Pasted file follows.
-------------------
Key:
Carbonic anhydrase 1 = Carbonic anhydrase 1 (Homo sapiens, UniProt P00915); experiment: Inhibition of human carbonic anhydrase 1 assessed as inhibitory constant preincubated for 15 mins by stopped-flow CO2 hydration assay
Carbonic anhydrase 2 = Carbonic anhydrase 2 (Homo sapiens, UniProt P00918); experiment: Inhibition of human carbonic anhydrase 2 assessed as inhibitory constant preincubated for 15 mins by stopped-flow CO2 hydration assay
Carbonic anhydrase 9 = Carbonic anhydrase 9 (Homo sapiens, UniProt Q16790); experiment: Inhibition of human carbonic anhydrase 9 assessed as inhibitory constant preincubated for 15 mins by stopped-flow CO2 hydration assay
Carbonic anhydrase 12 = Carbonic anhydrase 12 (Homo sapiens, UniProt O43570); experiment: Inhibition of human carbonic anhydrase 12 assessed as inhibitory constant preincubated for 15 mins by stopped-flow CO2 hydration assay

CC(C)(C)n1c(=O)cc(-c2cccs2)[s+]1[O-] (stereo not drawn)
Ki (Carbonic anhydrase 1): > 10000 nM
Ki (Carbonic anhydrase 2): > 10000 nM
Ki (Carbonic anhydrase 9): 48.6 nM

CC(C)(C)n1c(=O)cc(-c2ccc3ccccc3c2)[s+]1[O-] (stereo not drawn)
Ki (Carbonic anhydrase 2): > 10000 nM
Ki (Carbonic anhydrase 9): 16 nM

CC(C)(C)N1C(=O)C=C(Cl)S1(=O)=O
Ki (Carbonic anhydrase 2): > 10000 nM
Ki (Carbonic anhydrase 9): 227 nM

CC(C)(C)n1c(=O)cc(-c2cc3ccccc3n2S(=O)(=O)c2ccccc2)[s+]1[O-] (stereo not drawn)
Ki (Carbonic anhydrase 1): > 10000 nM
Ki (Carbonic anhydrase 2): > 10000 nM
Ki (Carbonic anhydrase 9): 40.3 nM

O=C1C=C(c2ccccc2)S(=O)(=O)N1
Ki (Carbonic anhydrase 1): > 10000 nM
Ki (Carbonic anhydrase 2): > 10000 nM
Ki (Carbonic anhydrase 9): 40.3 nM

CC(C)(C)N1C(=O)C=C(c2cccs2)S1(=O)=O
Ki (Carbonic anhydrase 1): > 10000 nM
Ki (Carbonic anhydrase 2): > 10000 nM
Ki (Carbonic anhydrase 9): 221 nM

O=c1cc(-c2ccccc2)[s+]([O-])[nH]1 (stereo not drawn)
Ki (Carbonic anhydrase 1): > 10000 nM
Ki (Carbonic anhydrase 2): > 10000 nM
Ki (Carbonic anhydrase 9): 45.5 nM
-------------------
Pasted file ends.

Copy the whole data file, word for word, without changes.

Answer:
Key:
Carbonic anhydrase 1 = Carbonic anhydrase 1 (Homo sapiens, UniProt P00915); experiment: Inhibition of human carbonic anhydrase 1 assessed as inhibitory constant preincubated for 15 mins by stopped-flow CO2 hydration assay
Carbonic anhydrase 2 = Carbonic anhydrase 2 (Homo sapiens, UniProt P00918); experiment: Inhibition of human carbonic anhydrase 2 assessed as inhibitory constant preincubated for 15 mins by stopped-flow CO2 hydration assay
Carbonic anhydrase 9 = Carbonic anhydrase 9 (Homo sapiens, UniProt Q16790); experiment: Inhibition of human carbonic anhydrase 9 assessed as inhibitory constant preincubated for 15 mins by stopped-flow CO2 hydration assay
Carbonic anhydrase 12 = Carbonic anhydrase 12 (Homo sapiens, UniProt O43570); experiment: Inhibition of human carbonic anhydrase 12 assessed as inhibitory constant preincubated for 15 mins by stopped-flow CO2 hydration assay

CC(C)(C)n1c(=O)cc(-c2cccs2)[s+]1[O-] (stereo not drawn)
Ki (Carbonic anhydrase 1): > 10000 nM
Ki (Carbonic anhydrase 2): > 10000 nM
Ki (Carbonic anhydrase 9): 48.6 nM

CC(C)(C)n1c(=O)cc(-c2ccc3ccccc3c2)[s+]1[O-] (stereo not drawn)
Ki (Carbonic anhydrase 2): > 10000 nM
Ki (Carbonic anhydrase 9): 16 nM

CC(C)(C)N1C(=O)C=C(Cl)S1(=O)=O
Ki (Carbonic anhydrase 2): > 10000 nM
Ki (Carbonic anhydrase 9): 227 nM

CC(C)(C)n1c(=O)cc(-c2cc3ccccc3n2S(=O)(=O)c2ccccc2)[s+]1[O-] (stereo not drawn)
Ki (Carbonic anhydrase 1): > 10000 nM
Ki (Carbonic anhydrase 2): > 10000 nM
Ki (Carbonic anhydrase 9): 40.3 nM

O=C1C=C(c2ccccc2)S(=O)(=O)N1
Ki (Carbonic anhydrase 1): > 10000 nM
Ki (Carbonic anhydrase 2): > 10000 nM
Ki (Carbonic anhydrase 9): 40.3 nM

CC(C)(C)N1C(=O)C=C(c2cccs2)S1(=O)=O
Ki (Carbonic anhydrase 1): > 10000 nM
Ki (Carbonic anhydrase 2): > 10000 nM
Ki (Carbonic anhydrase 9): 221 nM

O=c1cc(-c2ccccc2)[s+]([O-])[nH]1 (stereo not drawn)
Ki (Carbonic anhydrase 1): > 10000 nM
Ki (Carbonic anhydrase 2): > 10000 nM
Ki (Carbonic anhydrase 9): 45.5 nM